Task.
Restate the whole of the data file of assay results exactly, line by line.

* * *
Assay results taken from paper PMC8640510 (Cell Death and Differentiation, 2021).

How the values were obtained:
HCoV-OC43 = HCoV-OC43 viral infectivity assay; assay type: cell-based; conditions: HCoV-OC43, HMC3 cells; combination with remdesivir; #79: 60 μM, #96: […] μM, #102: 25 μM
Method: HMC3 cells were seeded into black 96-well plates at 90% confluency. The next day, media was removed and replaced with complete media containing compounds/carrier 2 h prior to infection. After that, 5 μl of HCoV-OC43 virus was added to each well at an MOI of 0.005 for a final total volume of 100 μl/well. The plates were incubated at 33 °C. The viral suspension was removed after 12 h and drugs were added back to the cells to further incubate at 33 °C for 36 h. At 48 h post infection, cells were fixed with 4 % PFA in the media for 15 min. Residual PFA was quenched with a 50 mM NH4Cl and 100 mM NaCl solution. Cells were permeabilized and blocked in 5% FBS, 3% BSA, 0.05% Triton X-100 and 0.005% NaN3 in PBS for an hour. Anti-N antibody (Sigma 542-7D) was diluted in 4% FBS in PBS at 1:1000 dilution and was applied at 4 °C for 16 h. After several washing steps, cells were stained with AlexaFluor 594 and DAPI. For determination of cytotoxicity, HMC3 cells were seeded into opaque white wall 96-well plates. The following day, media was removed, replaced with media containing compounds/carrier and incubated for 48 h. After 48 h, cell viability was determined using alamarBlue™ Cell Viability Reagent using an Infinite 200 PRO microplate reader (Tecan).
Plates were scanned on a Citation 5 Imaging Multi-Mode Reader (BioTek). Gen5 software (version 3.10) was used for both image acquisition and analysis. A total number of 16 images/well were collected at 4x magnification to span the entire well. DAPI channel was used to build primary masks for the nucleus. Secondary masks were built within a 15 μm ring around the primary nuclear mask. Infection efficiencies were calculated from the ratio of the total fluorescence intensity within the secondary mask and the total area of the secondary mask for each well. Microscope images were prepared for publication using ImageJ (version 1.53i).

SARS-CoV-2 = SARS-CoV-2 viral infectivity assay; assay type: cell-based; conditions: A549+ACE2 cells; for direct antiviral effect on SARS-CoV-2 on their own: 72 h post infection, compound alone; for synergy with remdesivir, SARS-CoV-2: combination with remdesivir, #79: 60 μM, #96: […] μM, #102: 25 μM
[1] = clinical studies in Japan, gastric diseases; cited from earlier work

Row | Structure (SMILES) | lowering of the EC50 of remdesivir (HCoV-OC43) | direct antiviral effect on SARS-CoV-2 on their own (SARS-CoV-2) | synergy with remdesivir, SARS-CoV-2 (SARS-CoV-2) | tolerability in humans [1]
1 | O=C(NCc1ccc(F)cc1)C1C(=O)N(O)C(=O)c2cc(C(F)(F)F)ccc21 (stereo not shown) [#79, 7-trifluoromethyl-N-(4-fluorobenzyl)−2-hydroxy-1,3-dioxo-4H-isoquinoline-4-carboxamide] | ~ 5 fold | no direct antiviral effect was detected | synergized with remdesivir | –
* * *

Assay results taken from paper PMC8640510 (Cell Death and Differentiation, 2021).

How the values were obtained:
HCoV-OC43 = HCoV-OC43 viral infectivity assay; assay type: cell-based; conditions: HCoV-OC43, HMC3 cells; combination with remdesivir; #79: 60 μM, #96: […] μM, #102: 25 μM
Method: HMC3 cells were seeded into black 96-well plates at 90% confluency. The next day, media was removed and replaced with complete media containing compounds/carrier 2 h prior to infection. After that, 5 μl of HCoV-OC43 virus was added to each well at an MOI of 0.005 for a final total volume of 100 μl/well. The plates were incubated at 33 °C. The viral suspension was removed after 12 h and drugs were added back to the cells to further incubate at 33 °C for 36 h. At 48 h post infection, cells were fixed with 4 % PFA in the media for 15 min. Residual PFA was quenched with a 50 mM NH4Cl and 100 mM NaCl solution. Cells were permeabilized and blocked in 5% FBS, 3% BSA, 0.05% Triton X-100 and 0.005% NaN3 in PBS for an hour. Anti-N antibody (Sigma 542-7D) was diluted in 4% FBS in PBS at 1:1000 dilution and was applied at 4 °C for 16 h. After several washing steps, cells were stained with AlexaFluor 594 and DAPI. For determination of cytotoxicity, HMC3 cells were seeded into opaque white wall 96-well plates. The following day, media was removed, replaced with media containing compounds/carrier and incubated for 48 h. After 48 h, cell viability was determined using alamarBlue™ Cell Viability Reagent using an Infinite 200 PRO microplate reader (Tecan).
Plates were scanned on a Citation 5 Imaging Multi-Mode Reader (BioTek). Gen5 software (version 3.10) was used for both image acquisition and analysis. A total number of 16 images/well were collected at 4x magnification to span the entire well. DAPI channel was used to build primary masks for the nucleus. Secondary masks were built within a 15 μm ring around the primary nuclear mask. Infection efficiencies were calculated from the ratio of the total fluorescence intensity within the secondary mask and the total area of the secondary mask for each well. Microscope images were prepared for publication using ImageJ (version 1.53i).

SARS-CoV-2 = SARS-CoV-2 viral infectivity assay; assay type: cell-based; conditions: A549+ACE2 cells; for direct antiviral effect on SARS-CoV-2 on their own: 72 h post infection, compound alone; for synergy with remdesivir, SARS-CoV-2: combination with remdesivir, #79: 60 μM, #96: […] μM, #102: 25 μM
[1] = clinical studies in Japan, gastric diseases; cited from earlier work

Row | Structure (SMILES) | lowering of the EC50 of remdesivir (HCoV-OC43) | direct antiviral effect on SARS-CoV-2 on their own (SARS-CoV-2) | synergy with remdesivir, SARS-CoV-2 (SARS-CoV-2) | tolerability in humans [1]
1 | O=C(NCc1ccc(F)cc1)C1C(=O)N(O)C(=O)c2cc(C(F)(F)F)ccc21 (stereo not shown) [#79, 7-trifluoromethyl-N-(4-fluorobenzyl)−2-hydroxy-1,3-dioxo-4H-isoquinoline-4-carboxamide] | ~ 5 fold | no direct antiviral effect was detected | synergized with remdesivir | –